how veterinarians listen to our furry friends part 2

Posted by Dr. Rebecca Jackson on Jan 21 2013

Let’s see, as described in my last blog, by now your vet has questioned you, done the exam, run tests and now has an idea of what’s afflicting your furry family member. The puzzle is starting to look like something we can identify. At this point, your vet may recommend more tests, or they might start talking about treatment options. This is a great opportunity to ASK questions. Make sure you understand what you are treating, what the goal of the therapy is, how quickly you should see a response, and what to do if things aren’t going the way you think they should. You are your pet’s advocate (along with being their personal chef and main source of entertainment). It’s okay to ask questions and seek clarification.

The most important thing comes next. Are you ready? The next step is to follow through with your vet’s recommendations. The medicine doesn’t do any good if it’s left in the bottle. “Strict exercise restriction” (usually recommended after surgery) includes preventing your pet from following you up and down the stairs while you change the laundry. Food limitations include ALL treats, table scraps, licking the dishes in the dishwasher, peanut butter to get the pills down, etc. Rechecks are incredibly important for your vet to assess your pet’s progress.

Make sure you understand what you need to do at home to help your pet get better. You are an essential piece of the puzzle. We couldn’t do this without you, and your pet needs you more than ever. The best part? As you are going through all of this information overload and the stress of having a sick or injured pet, your Petplan pet insurance can be there to ease the financial burden. This allows you to focus on the most important thing: your furry family member.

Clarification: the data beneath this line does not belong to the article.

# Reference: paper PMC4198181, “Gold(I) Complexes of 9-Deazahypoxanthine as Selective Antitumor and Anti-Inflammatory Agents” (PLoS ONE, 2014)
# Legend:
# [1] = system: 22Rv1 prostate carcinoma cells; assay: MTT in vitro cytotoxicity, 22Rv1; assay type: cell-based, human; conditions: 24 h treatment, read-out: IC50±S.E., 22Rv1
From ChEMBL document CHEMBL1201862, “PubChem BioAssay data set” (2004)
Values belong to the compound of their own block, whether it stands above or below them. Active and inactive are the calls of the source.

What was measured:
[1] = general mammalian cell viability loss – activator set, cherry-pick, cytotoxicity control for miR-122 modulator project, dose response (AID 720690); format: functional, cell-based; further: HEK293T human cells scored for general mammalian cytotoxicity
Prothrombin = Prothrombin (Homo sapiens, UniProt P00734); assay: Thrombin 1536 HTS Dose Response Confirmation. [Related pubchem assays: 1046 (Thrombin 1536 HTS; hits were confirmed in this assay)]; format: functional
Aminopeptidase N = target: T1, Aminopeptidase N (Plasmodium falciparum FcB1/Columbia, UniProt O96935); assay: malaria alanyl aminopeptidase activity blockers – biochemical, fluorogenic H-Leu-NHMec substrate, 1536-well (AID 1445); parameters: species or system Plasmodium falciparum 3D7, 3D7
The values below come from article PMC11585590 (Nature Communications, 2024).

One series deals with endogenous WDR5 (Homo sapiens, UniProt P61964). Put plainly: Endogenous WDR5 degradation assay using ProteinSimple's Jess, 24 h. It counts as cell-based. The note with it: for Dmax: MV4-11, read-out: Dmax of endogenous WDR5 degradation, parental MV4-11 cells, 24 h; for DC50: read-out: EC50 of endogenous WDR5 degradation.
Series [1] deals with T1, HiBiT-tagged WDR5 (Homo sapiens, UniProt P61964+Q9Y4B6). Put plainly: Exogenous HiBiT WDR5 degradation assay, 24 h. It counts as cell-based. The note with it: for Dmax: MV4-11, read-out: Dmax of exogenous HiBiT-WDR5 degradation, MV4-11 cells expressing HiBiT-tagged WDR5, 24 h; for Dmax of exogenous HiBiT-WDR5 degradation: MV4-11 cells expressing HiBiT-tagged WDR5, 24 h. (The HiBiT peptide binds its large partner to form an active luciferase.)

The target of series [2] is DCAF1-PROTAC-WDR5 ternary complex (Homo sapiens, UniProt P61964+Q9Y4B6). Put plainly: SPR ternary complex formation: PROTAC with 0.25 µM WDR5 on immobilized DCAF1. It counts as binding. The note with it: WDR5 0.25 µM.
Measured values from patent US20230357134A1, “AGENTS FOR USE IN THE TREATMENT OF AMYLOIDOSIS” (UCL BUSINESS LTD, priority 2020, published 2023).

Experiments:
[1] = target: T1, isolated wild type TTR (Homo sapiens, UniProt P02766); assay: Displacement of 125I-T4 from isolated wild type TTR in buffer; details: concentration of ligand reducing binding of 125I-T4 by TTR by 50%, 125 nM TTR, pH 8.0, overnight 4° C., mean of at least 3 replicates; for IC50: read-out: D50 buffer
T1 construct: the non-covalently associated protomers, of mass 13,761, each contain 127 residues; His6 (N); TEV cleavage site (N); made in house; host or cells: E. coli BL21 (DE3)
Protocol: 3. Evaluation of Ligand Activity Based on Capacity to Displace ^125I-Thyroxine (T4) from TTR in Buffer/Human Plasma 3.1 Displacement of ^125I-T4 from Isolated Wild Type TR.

Although this is a very simplified version of the diagnostic process that we as pet parents and veterinarians go through, I think the main points are here. They are as follows:

1) Let us know when something isn’t right. When behaviors such as eating, bathroom habits or play and snuggle times change, let your veterinarian know. It’s better to hear, “That’s nothing to worry about,” instead of, “I wish we would have known…”

2) Ask questions. We want you to understand what is going on and what we are hoping to do about it.

3) Follow through with the at-home care and follow-ups with your vet. We can’t make adjustments in our treatment plan if we don’t know how things are going along the way.

4) Don’t stress about the finances. With dog insurance or cat insurance from Petplan, we are here to help. If you want to better understand whether or not something will be covered, you can always submit a pre-authorization for diagnostics and therapy, something we will discuss more in the future…

To more waggin’ and purrin’, rwkj.